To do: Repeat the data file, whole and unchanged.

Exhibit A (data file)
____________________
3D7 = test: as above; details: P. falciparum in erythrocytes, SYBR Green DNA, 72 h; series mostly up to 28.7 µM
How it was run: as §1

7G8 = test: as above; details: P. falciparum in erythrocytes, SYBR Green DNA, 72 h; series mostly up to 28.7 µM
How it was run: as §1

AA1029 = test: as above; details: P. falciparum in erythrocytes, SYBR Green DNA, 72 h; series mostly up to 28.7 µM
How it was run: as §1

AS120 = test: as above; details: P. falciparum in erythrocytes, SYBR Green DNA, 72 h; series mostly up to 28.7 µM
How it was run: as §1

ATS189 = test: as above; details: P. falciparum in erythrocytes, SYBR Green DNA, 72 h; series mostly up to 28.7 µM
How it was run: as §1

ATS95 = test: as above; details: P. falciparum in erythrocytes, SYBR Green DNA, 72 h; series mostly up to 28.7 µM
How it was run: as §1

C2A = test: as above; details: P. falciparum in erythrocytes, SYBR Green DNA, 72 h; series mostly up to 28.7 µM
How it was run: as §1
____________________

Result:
3D7 = test: as above; details: P. falciparum in erythrocytes, SYBR Green DNA, 72 h; series mostly up to 28.7 µM
How it was run: as §1

7G8 = test: as above; details: P. falciparum in erythrocytes, SYBR Green DNA, 72 h; series mostly up to 28.7 µM
How it was run: as §1

AA1029 = test: as above; details: P. falciparum in erythrocytes, SYBR Green DNA, 72 h; series mostly up to 28.7 µM
How it was run: as §1

AS120 = test: as above; details: P. falciparum in erythrocytes, SYBR Green DNA, 72 h; series mostly up to 28.7 µM
How it was run: as §1

ATS189 = test: as above; details: P. falciparum in erythrocytes, SYBR Green DNA, 72 h; series mostly up to 28.7 µM
How it was run: as §1

ATS95 = test: as above; details: P. falciparum in erythrocytes, SYBR Green DNA, 72 h; series mostly up to 28.7 µM
How it was run: as §1

C2A = test: as above; details: P. falciparum in erythrocytes, SYBR Green DNA, 72 h; series mostly up to 28.7 µM
How it was run: as §1